Ambitious plans to create a new linear park inspired by New York City’s High Line at the western gateway to the Forth & Clyde Canal have taken another step forward with the granting of planning consent for the project.
Scottish Canals and its partners are currently fundraising for the development of the route, which will transform a 120-year-old disused railway bridge at Bowling Harbour in West Dunbartonshire into a fully accessible linear park and pathway. This new route, the latest stage of a £3.2 million project to breathe new life into the area, will form a direct link between the Forth & Clyde Canal towpath and the National Cycle Network route towards Loch Lomond & The Trossachs National Park.
Helena Huws, design and development manager at Scottish Canals, said: “Over the past few years, we’ve been working with our partners and the local community to breathe new life into Bowling Harbour, investing more than £3.2m in the area. The transformation of the area’s iconic railway bridge into an innovative new parkway overlooking the canal and the River Clyde is the next step in that story and we’re delighted that the project has received planning consent.
“Our recent win at the Scottish Government’s Scottish Awards for Quality in Planning was a fantastic accolade for the masterplan we’ve helped shape with the local community. We look forward to building on that success to bring further investment, employment opportunities and vibrancy to Bowling.”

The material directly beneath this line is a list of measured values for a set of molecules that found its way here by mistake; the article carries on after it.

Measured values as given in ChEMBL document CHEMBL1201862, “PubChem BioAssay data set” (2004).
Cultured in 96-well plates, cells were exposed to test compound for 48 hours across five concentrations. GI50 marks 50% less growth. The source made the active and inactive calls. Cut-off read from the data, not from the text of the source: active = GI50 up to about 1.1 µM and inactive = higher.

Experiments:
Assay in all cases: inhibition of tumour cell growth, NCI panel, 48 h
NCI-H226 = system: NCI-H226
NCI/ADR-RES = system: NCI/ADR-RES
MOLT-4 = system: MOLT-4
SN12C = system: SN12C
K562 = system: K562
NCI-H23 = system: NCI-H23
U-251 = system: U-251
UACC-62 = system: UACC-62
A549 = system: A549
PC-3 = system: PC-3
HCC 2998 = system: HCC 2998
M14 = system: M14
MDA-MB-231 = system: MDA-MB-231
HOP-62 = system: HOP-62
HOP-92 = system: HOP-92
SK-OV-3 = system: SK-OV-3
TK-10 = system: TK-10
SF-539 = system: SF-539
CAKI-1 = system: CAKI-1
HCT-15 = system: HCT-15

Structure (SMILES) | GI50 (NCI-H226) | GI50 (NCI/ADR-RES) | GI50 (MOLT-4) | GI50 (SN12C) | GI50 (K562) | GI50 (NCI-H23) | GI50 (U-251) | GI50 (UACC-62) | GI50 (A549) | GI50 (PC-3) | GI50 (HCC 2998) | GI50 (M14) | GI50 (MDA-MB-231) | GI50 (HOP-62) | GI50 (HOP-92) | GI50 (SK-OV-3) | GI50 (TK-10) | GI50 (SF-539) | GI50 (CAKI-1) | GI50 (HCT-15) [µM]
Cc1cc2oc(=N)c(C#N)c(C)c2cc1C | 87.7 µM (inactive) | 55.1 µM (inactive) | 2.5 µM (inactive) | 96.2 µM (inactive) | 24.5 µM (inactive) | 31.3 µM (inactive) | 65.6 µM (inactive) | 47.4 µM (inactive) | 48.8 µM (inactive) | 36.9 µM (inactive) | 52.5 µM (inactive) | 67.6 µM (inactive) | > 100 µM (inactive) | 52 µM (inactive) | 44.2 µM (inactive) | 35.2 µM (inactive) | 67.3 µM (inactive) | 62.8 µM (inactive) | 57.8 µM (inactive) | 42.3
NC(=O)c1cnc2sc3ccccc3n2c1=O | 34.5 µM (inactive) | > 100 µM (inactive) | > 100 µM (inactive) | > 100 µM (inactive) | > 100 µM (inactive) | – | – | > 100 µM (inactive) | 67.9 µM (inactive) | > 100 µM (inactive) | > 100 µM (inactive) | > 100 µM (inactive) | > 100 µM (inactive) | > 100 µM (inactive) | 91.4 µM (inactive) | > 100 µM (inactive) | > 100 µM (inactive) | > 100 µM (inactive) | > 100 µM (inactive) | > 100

The community-led transformation of the area is being undertaken by Scottish Canals in partnership with West Dunbartonshire Council with support from the Coastal Communities Fund, Sustrans Scotland, and Historic Environment Scotland. Over the past three years, the project has refurbished the arches of the area’s decommissioned railway bridge, transforming them into commercial units and bringing new businesses, activity, vibrancy and economic benefits to the canalside community. The project was recently recognised at the Scottish Government’s Awards for Quality in Planning, taking home the prize for place-based regeneration.
Dave Keane, community links manager at Sustrans Scotland, said: “We are really pleased to be working in partnership with Scottish Canals for further regeneration in Bowling.
“The project has great potential to further attract people to the area, whilst connecting the corridor as a more direct and enjoyable traffic free route. We hope this will encourage people to walk and cycle for more of the journeys they make every day.”
Bowling Harbour’s viaduct swing bridge was constructed in 1896 to carry the Caledonian and Dunbartonshire Railway over the Forth & Clyde Canal. After the railway was abandoned in 1960, the bridge fell into disrepair. Thanks to funding support from Sustrans and Historic Environment Scotland, Scottish Canals has undertaken vital repairs to the structure’s badly corroded metalwork and repainted the entire span.
A short summary video of the transformation of Bowling Harbour so far and a look at its future
The masterplan for the area was shaped by the award-winning Bowling Basin Charrette – a collaborative design programme which saw the local community work with other stakeholders, agencies and industry experts to develop a shared plan for its future. The village is identified by West Dunbartonshire Council as a key regeneration and development priority.
Bowling, which sits on the northern bank of the Firth of Clyde and near the western terminus of the ancient Antonine Wall, was a major transport hub during the Industrial Revolution and was vital to the success of the River Clyde, the Forth & Clyde Canal and the Caledonian and Dunbartonshire Railway.